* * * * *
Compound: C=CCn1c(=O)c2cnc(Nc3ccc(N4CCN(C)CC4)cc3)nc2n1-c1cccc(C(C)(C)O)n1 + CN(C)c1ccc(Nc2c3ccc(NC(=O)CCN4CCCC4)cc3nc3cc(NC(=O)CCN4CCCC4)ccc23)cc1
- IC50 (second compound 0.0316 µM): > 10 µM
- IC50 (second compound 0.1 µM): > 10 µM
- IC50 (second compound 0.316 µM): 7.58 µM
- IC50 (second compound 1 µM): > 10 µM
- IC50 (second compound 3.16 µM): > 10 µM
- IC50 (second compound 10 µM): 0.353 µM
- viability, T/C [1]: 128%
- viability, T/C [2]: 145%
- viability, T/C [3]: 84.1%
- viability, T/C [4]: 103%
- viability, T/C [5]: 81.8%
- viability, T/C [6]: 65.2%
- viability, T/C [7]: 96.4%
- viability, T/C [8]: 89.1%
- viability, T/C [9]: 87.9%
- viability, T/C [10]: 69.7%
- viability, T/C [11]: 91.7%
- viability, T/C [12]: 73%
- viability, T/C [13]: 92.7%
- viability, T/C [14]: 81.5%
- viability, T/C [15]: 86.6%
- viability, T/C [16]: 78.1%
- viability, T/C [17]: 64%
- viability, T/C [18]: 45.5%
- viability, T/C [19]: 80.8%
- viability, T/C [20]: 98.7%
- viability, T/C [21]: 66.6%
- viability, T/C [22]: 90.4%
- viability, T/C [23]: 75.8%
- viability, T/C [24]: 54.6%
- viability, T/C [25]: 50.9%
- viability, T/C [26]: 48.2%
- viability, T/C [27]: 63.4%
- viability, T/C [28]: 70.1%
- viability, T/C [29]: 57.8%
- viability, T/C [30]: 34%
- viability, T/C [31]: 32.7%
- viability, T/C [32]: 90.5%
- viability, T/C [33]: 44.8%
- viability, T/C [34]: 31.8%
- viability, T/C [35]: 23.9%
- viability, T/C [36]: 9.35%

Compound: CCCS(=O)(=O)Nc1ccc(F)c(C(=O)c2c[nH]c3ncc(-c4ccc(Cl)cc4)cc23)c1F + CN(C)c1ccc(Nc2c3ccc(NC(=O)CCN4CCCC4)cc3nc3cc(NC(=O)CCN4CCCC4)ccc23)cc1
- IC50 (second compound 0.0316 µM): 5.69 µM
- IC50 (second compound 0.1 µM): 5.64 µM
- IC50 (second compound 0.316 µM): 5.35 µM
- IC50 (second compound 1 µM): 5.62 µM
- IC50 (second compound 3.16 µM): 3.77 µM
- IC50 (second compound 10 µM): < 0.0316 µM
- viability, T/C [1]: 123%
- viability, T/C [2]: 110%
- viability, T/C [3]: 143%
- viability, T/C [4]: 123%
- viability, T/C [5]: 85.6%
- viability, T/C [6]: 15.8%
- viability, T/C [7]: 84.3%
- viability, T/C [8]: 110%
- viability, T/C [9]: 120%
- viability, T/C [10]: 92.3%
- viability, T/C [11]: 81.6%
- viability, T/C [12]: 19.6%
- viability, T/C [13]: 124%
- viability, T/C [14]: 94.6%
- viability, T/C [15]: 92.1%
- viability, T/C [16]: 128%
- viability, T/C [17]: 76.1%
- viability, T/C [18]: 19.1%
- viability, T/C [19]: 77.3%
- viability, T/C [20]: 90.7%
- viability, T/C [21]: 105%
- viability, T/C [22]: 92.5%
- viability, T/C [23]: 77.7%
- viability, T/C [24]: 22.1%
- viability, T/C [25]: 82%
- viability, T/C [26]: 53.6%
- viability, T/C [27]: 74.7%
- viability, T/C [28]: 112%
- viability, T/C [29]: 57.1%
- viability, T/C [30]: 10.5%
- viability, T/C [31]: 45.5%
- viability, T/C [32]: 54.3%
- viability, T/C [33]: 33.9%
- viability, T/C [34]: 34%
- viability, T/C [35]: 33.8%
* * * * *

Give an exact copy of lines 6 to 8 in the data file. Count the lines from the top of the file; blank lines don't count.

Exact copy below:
- IC50 (second compound 3.16 µM): > 10 µM
- IC50 (second compound 10 µM): 0.353 µM
- viability, T/C [1]: 128%